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Chile’s Pack of Presidential Aspirants Emerge

By: Ángel Soto - @angelsotochile - Aug 19, 2014, 11:04 am

EspañolA recent poll by the Public Studies Center (CEP), undoubtedly the most prestigious source in Chile, shows President Michele Bachelet as the country’s most well-liked politician, with 63 percent approval and only 12 percent disapproval.

President Michelle Bachelet
President Michelle Bachelet. (Flickr)

However, when citizens were asked to rate how well the government is being managed, they responded with only 50 percent approval, compared with 29 percent disapproval. This notable disparity suggests the president’s personality may be holding sway, but her proposals are losing support.

Why the disparity? What makes Bachelet so “loved by the people,” despite her continual policy mistakes?

Simply put, whatever she may say, whatever she may do — even if often negligent towards the real problems Chileans face on a daily basis — she is seen as the “mother who protects us all.” She remains protected under the ambiguity that such an affirmation brings.

Without a doubt, the average Chilean identifies with her personality and her story. Her geniality is seductive and constitutes her main political capital. We “like” her because she represents the caring mother, and mothers are loved for all their virtues and their faults. Who doesn’t believe that his own mother is the best, prettiest mother in the world?

The next best-rated politician after the president is former Finance Minister Andrés Velasco, with 46 percent approval. This is an interesting phenomenon, considering that, like the more business-oriented Manuel José Ossandón, Velasco is gaining support from beyond his base.

Evaluation of political figures: 1,442 people were interviewed in Chile between July 4 and August 1, 2014.
Evaluation of political figures: 1,442 people were interviewed in Chile between July 4 and August 1, 2014. (CEP)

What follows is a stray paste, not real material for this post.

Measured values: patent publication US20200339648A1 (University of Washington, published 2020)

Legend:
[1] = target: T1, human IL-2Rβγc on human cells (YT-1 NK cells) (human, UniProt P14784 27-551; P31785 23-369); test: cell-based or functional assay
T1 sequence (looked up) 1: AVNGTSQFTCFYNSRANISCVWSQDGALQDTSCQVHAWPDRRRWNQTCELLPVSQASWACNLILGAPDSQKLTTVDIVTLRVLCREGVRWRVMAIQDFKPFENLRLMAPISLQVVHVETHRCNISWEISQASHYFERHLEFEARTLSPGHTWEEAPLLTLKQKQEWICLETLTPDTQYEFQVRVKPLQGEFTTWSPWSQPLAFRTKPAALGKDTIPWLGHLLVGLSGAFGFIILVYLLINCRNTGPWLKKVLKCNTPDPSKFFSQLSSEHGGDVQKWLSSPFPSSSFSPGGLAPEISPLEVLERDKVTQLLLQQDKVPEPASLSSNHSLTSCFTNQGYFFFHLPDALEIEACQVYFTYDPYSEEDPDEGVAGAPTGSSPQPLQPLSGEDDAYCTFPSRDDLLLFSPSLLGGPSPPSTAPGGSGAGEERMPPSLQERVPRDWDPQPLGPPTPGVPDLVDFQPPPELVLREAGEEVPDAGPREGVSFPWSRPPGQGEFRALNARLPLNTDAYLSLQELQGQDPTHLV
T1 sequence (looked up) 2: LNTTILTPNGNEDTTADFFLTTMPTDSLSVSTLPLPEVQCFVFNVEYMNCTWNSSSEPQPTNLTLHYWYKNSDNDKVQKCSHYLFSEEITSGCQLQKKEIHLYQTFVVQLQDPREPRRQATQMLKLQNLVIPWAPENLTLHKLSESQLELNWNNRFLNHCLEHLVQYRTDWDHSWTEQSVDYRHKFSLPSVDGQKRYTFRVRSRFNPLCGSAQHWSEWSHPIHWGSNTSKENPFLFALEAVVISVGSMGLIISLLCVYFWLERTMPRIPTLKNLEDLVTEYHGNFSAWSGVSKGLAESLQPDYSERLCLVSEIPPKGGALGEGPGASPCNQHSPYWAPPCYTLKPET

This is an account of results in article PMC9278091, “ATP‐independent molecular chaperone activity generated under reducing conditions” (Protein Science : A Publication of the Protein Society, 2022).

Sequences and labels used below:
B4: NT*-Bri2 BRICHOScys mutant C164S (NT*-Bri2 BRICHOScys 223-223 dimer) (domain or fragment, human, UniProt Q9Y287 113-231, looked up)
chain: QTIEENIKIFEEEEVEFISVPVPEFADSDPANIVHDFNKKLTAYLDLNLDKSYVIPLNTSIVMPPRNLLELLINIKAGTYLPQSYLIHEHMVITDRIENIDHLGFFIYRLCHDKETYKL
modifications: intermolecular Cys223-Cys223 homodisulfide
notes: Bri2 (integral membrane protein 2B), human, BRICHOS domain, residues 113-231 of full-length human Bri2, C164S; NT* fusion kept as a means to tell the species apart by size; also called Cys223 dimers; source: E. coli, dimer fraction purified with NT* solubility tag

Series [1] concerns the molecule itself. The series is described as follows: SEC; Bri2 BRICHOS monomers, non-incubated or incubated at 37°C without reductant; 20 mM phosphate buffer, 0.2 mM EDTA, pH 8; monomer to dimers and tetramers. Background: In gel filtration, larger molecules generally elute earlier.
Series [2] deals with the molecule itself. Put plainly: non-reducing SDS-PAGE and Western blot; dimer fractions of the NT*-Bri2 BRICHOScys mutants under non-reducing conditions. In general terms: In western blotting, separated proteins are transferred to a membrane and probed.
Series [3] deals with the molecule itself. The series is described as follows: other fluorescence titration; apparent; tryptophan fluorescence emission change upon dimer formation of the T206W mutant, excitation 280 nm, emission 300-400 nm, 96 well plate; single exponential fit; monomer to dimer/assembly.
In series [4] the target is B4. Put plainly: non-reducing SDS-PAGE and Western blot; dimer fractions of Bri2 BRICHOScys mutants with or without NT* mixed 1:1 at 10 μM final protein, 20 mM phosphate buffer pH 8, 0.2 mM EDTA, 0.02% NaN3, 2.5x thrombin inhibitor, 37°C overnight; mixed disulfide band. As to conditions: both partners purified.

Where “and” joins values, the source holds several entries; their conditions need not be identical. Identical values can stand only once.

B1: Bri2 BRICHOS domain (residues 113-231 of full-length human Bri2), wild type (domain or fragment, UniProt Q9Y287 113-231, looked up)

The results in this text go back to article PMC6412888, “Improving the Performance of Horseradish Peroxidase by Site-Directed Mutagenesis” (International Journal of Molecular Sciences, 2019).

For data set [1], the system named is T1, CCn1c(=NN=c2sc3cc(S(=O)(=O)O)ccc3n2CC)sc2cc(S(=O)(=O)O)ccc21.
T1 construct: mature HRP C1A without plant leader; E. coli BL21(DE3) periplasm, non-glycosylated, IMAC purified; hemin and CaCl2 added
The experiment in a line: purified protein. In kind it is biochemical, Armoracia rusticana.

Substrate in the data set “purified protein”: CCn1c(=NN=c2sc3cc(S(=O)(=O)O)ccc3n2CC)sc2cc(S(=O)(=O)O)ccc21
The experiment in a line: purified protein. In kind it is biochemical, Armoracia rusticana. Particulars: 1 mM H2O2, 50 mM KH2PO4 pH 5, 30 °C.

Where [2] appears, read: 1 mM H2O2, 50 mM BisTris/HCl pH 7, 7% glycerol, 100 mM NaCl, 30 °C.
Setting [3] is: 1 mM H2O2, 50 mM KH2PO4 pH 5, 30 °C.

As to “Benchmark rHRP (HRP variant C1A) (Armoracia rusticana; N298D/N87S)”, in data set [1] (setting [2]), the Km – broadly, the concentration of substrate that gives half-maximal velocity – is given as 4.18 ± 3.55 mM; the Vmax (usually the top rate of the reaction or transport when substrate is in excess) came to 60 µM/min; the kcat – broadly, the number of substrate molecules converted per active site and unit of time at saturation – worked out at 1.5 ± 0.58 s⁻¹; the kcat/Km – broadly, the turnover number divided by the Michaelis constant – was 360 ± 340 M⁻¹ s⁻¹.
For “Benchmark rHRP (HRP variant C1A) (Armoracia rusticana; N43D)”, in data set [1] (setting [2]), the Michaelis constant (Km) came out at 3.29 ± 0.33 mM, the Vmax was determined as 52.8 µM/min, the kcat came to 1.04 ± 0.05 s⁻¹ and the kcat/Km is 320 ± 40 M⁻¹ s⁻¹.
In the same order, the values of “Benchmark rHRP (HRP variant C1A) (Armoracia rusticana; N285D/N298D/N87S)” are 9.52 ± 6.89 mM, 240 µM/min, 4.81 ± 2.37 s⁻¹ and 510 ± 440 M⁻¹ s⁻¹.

With the third highest approval rating in the latest CEP poll, Isabel Allende, daughter of the late former President Salvador Allende, has come bursting onto the scene. Allende currently sits as the Senate’s president, and has a 45 percent approval rating.

On the other hand, in a surprise development, world-famous former student leader and current deputy of the Communist Party Camila Vallejos has the highest rate of disapproval, at 44 percent. No longer on the outside, she has seen an important drop in the degree of appreciation she is enjoying.

Meanwhile, what is happening on the opposition side of the aisle?

Former President Sebastian Piñera retains the lead in the polls with 38 percent support and 27 percent disapproval. His term is regarded positively by 37 percent of people, while 35 percent regard it negatively. However, it should not be forgotten that the ex-president’s ambitions, despite recently handing over the reins, have been permanently exposed. His closest followers are working hard to build a strong campaign for him to return to power in 2018.

The elected senator for East Santiago, Manuel José Ossandón, also enjoys higher than expected popularity. He arrived in Parliament after a successful term as Mayor of Puente Alto, one of the most popular municipalities of Greater Santiago. He did so while being very critical of Piñera’s government, which gained him skeptics in certain sectors inside the Alliance, but many adherents outside it.

Of those in the more conservative opposition, Ossandón has the highest level of support. His 38 percent approval is equal to that of Piñera, but at 19 percent, his lower rate of disapproval nudges him ahead. Keep in mind that while 60 percent of constituents voted for Bachelet at the presidential level, he still managed to get elected on account of crossover voters.

Andrés Allamand, a former primary candidate for president, lags far behind; and the former candidate Evelyn Matthei does not even figure on the list.

It is only six months into the new presidential term, and some would say it is too early, but the next presidential race is underway. Perhaps, in a subtle way, this demonstrates how fleeting the four-year presidential mandate can be.

This time around, though, it already feels as if it has been too long. The New Majority seems to have been governing for a while, and their electoral platform would do best to wear off without further impact, while the opposition have yet to make their presence known.

Translated by Pablo Schollaert.

Ángel Soto Ángel Soto

Ángel Soto is an historian and political scientist. He is a member of the Mont Pelerin Society and a professor at the University of the Andes, Chile. Follow @angelsotochile.